The national message that Black lives matter somehow has not translated to the HIV/AIDS crisis.
Statistics show that Black and Brown people continue to be disproportionately affected by HIV and AIDS nationally, and this demands a new creative response that is timely and effective.
Commemorating the annual National Black HIV/AIDS Day that was started in 1999, the AIDS Healthcare Foundation formed its Black AIDS Crisis Taskforce (ABACT) at a celebrity-filled private champagne brunch in Hollywood, California at H.O.M.E., a Black-owned live jazz supper club.
In collaboration with celebrities and prominent cultural influencers, ABACT will draw attention to national infection rates among African Americans, and the need for intensified efforts to connect African Americans living with HIV to medical care and support.
Entertainers including Ledisi, B. Slade, Yolanda Adams, Jussie Smollett (plays Jamal on the new Fox show “Empire”) and many others came out to answer the call.
The ABACT event laid the foundation for slowing the rates of HIV/AIDS infections and deaths among Blacks by empowering and encouraging its members and partners to use their platforms to be a relatable voice of support for HIV testing and treatment.
“Whether people are afraid to get tested out of fear of the results or are in denial about their status, stigma and shame is literally killing thousands in our community each year,” said Christopher Johnson, AHF’s Associate Director of Communication and ABACT co-chair.
“The goal of ABACT is to form viable partnerships with cultural leaders in the Black community to create a true sense of urgency around the Black HIV/AIDS crisis, especially among young people who are largely unfamiliar with the early struggle,” Johnson said.
According to CDC reports, Black Americans account for almost half (44 percent) of all people living with HIV/AIDS in the United States, yet they only account for 12 percent of the population.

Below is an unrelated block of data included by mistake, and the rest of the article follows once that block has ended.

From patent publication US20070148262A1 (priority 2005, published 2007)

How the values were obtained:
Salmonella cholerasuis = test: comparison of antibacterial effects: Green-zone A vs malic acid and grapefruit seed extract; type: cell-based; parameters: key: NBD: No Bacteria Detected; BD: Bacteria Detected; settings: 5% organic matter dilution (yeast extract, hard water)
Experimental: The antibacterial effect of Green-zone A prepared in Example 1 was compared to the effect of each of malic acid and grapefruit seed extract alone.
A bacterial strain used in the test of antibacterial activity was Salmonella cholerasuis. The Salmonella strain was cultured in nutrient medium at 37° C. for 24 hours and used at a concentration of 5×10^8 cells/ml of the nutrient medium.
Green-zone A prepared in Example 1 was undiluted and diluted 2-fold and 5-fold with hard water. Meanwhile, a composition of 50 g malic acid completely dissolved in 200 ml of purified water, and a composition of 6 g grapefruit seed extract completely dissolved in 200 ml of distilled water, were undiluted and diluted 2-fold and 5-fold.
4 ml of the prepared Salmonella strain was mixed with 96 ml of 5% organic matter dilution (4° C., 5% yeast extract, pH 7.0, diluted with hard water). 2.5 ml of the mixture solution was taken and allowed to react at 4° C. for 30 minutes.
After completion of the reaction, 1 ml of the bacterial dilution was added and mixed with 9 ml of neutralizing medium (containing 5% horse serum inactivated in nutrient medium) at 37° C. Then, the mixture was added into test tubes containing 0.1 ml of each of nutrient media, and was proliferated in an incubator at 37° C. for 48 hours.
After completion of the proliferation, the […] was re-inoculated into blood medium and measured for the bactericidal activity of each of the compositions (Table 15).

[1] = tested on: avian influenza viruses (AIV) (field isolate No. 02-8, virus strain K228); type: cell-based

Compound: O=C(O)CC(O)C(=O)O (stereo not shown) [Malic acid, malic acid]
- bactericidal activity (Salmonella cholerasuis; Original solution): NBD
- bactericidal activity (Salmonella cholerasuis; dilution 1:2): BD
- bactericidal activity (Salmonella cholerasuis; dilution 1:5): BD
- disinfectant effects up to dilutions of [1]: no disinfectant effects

Black Americans are the least likely of any other race or ethnicity to be retained in medical care to become virally suppressed through anti-retro viral drug therapy after becoming HIV positive.
By encouraging health advocates and cultural influencers to help combat stigma and shame in the African-American community, ABACT’S members believe the deep-seated fear that prevents people from knowing their status and consistently sticking to a treatment regimen can be removed.
Smollett, who portrays a gay character on the hit Fox series “Empire”, knows that addressing the subject of homophobia in the Black community as well as HIV/AIDS is a heavy lift. He was among a panel that discussed how stigma attitudes and silence equals death for African Americans.
Smollett said, “Art can change the world. My character is dealing with real issues, rich topics that really resonate with many.” He says he receives thousands of letters from young people saying they relate to his character Jamal.
Yolanda Adams said, “It’s time to rally the community, the church and the world to make them understand that we have to combat this.”
The taskforce is encouraging community leaders and influential members of the community to join ABACT in combating the spread of HIV/AIDS.